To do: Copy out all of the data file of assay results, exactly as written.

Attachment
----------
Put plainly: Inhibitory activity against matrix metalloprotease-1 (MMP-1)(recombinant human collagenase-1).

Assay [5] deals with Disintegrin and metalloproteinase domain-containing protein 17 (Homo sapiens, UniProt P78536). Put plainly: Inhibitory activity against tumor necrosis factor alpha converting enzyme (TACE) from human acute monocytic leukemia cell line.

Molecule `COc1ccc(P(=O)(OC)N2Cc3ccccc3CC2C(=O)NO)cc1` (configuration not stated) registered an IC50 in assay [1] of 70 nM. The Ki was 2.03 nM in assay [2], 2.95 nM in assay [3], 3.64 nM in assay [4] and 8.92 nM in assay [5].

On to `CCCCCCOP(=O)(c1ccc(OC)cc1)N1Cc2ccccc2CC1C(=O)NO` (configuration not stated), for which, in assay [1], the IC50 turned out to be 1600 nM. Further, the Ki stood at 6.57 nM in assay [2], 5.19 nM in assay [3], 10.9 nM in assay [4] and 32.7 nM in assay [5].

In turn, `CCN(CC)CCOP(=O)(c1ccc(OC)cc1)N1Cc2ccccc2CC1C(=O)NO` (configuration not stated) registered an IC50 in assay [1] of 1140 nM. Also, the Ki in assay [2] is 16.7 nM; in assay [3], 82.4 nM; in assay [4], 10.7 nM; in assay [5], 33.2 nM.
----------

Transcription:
Put plainly: Inhibitory activity against matrix metalloprotease-1 (MMP-1)(recombinant human collagenase-1).

Assay [5] deals with Disintegrin and metalloproteinase domain-containing protein 17 (Homo sapiens, UniProt P78536). Put plainly: Inhibitory activity against tumor necrosis factor alpha converting enzyme (TACE) from human acute monocytic leukemia cell line.

Molecule `COc1ccc(P(=O)(OC)N2Cc3ccccc3CC2C(=O)NO)cc1` (configuration not stated) registered an IC50 in assay [1] of 70 nM. The Ki was 2.03 nM in assay [2], 2.95 nM in assay [3], 3.64 nM in assay [4] and 8.92 nM in assay [5].

On to `CCCCCCOP(=O)(c1ccc(OC)cc1)N1Cc2ccccc2CC1C(=O)NO` (configuration not stated), for which, in assay [1], the IC50 turned out to be 1600 nM. Further, the Ki stood at 6.57 nM in assay [2], 5.19 nM in assay [3], 10.9 nM in assay [4] and 32.7 nM in assay [5].

In turn, `CCN(CC)CCOP(=O)(c1ccc(OC)cc1)N1Cc2ccccc2CC1C(=O)NO` (configuration not stated) registered an IC50 in assay [1] of 1140 nM. Also, the Ki in assay [2] is 16.7 nM; in assay [3], 82.4 nM; in assay [4], 10.7 nM; in assay [5], 33.2 nM.